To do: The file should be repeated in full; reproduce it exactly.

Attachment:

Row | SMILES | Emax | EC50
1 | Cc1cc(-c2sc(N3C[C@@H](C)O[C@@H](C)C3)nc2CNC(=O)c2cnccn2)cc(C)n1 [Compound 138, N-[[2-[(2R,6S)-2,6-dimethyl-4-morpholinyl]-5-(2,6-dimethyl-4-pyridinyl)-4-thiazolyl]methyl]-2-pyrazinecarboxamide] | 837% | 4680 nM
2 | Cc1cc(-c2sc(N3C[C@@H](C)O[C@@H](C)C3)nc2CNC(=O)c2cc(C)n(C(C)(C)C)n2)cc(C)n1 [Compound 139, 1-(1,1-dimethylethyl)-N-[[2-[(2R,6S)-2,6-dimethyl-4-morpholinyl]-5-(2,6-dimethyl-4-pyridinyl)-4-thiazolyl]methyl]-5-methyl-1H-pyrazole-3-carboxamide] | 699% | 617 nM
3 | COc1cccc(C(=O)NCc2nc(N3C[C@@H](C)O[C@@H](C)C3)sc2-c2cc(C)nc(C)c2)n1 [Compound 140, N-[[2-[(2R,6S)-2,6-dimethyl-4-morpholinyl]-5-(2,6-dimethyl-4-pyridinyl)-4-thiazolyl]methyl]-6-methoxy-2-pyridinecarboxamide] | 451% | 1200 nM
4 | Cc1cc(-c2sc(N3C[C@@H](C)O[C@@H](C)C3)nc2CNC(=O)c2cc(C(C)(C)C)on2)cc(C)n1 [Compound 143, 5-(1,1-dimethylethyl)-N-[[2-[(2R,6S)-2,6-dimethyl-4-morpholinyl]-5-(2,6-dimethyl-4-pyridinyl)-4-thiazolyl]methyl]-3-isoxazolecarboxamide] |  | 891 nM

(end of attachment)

Row | SMILES | Emax | EC50
1 | Cc1cc(-c2sc(N3C[C@@H](C)O[C@@H](C)C3)nc2CNC(=O)c2cnccn2)cc(C)n1 [Compound 138, N-[[2-[(2R,6S)-2,6-dimethyl-4-morpholinyl]-5-(2,6-dimethyl-4-pyridinyl)-4-thiazolyl]methyl]-2-pyrazinecarboxamide] | 837% | 4680 nM
2 | Cc1cc(-c2sc(N3C[C@@H](C)O[C@@H](C)C3)nc2CNC(=O)c2cc(C)n(C(C)(C)C)n2)cc(C)n1 [Compound 139, 1-(1,1-dimethylethyl)-N-[[2-[(2R,6S)-2,6-dimethyl-4-morpholinyl]-5-(2,6-dimethyl-4-pyridinyl)-4-thiazolyl]methyl]-5-methyl-1H-pyrazole-3-carboxamide] | 699% | 617 nM
3 | COc1cccc(C(=O)NCc2nc(N3C[C@@H](C)O[C@@H](C)C3)sc2-c2cc(C)nc(C)c2)n1 [Compound 140, N-[[2-[(2R,6S)-2,6-dimethyl-4-morpholinyl]-5-(2,6-dimethyl-4-pyridinyl)-4-thiazolyl]methyl]-6-methoxy-2-pyridinecarboxamide] | 451% | 1200 nM
4 | Cc1cc(-c2sc(N3C[C@@H](C)O[C@@H](C)C3)nc2CNC(=O)c2cc(C(C)(C)C)on2)cc(C)n1 [Compound 143, 5-(1,1-dimethylethyl)-N-[[2-[(2R,6S)-2,6-dimethyl-4-morpholinyl]-5-(2,6-dimethyl-4-pyridinyl)-4-thiazolyl]methyl]-3-isoxazolecarboxamide] |  | 891 nM